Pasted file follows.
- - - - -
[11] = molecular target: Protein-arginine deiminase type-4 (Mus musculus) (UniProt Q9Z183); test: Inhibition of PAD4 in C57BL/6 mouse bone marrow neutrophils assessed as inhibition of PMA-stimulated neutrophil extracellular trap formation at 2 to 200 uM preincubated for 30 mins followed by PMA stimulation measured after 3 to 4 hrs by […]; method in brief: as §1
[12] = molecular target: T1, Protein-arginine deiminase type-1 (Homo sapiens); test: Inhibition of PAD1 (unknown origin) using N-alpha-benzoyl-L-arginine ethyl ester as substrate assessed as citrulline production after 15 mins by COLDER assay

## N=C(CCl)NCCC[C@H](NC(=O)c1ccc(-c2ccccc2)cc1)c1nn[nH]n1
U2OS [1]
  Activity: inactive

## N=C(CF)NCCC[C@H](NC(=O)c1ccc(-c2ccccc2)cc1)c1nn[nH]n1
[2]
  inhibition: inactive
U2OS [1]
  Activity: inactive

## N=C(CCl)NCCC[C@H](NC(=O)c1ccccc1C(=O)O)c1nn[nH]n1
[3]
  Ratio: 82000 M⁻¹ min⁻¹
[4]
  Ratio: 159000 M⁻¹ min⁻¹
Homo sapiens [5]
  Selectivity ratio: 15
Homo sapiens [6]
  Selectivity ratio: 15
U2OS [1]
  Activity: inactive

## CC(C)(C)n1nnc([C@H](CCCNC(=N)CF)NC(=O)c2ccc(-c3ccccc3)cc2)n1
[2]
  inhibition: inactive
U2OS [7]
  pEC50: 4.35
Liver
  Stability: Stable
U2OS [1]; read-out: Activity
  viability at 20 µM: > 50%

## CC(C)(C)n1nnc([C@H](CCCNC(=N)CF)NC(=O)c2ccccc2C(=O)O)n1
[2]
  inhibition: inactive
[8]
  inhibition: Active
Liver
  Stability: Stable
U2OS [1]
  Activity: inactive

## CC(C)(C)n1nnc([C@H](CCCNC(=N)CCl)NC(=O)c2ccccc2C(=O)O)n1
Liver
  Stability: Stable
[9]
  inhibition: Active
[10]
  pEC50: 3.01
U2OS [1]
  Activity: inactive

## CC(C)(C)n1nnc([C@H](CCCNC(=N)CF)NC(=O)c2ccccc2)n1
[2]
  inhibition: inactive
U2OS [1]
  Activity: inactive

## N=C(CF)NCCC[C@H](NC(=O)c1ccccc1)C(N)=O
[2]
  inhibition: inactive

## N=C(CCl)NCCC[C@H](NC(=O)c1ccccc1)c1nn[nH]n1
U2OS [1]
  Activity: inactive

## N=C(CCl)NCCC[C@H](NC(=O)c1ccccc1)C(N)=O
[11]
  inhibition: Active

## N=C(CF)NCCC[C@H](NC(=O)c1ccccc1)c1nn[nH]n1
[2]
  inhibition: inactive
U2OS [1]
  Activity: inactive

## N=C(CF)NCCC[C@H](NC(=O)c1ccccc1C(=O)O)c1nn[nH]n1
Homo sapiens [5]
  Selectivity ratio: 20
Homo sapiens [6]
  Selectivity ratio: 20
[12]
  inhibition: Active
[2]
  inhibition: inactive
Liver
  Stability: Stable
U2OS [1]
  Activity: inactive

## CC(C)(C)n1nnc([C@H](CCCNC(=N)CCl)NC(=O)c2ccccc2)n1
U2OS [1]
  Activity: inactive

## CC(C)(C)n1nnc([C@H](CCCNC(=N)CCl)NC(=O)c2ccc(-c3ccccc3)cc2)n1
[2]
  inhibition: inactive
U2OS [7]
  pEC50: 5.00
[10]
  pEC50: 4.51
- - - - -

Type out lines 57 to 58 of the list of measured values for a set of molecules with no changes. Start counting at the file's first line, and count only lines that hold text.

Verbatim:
## N=C(CCl)NCCC[C@H](NC(=O)c1ccccc1)c1nn[nH]n1
U2OS [1]